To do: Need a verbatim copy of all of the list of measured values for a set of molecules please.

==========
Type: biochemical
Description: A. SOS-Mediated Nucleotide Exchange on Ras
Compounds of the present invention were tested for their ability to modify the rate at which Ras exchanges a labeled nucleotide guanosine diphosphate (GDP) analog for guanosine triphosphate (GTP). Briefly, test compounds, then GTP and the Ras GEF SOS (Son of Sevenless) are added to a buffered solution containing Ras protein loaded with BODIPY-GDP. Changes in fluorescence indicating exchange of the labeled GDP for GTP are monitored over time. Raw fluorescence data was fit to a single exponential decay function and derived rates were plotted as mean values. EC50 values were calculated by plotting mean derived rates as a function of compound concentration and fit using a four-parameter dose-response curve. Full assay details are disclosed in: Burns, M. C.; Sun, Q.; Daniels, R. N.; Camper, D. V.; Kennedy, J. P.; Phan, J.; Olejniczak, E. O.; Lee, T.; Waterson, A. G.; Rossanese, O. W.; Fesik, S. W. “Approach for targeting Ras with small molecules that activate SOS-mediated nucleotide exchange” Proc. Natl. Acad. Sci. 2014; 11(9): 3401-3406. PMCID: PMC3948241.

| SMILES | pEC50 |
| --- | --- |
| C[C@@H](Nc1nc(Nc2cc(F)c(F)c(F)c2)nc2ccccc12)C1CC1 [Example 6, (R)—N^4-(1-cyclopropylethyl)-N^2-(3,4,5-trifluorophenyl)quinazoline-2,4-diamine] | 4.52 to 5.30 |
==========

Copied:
Type: biochemical
Description: A. SOS-Mediated Nucleotide Exchange on Ras
Compounds of the present invention were tested for their ability to modify the rate at which Ras exchanges a labeled nucleotide guanosine diphosphate (GDP) analog for guanosine triphosphate (GTP). Briefly, test compounds, then GTP and the Ras GEF SOS (Son of Sevenless) are added to a buffered solution containing Ras protein loaded with BODIPY-GDP. Changes in fluorescence indicating exchange of the labeled GDP for GTP are monitored over time. Raw fluorescence data was fit to a single exponential decay function and derived rates were plotted as mean values. EC50 values were calculated by plotting mean derived rates as a function of compound concentration and fit using a four-parameter dose-response curve. Full assay details are disclosed in: Burns, M. C.; Sun, Q.; Daniels, R. N.; Camper, D. V.; Kennedy, J. P.; Phan, J.; Olejniczak, E. O.; Lee, T.; Waterson, A. G.; Rossanese, O. W.; Fesik, S. W. “Approach for targeting Ras with small molecules that activate SOS-mediated nucleotide exchange” Proc. Natl. Acad. Sci. 2014; 11(9): 3401-3406. PMCID: PMC3948241.

| SMILES | pEC50 |
| --- | --- |
| C[C@@H](Nc1nc(Nc2cc(F)c(F)c(F)c2)nc2ccccc12)C1CC1 [Example 6, (R)—N^4-(1-cyclopropylethyl)-N^2-(3,4,5-trifluorophenyl)quinazoline-2,4-diamine] | 4.52 to 5.30 |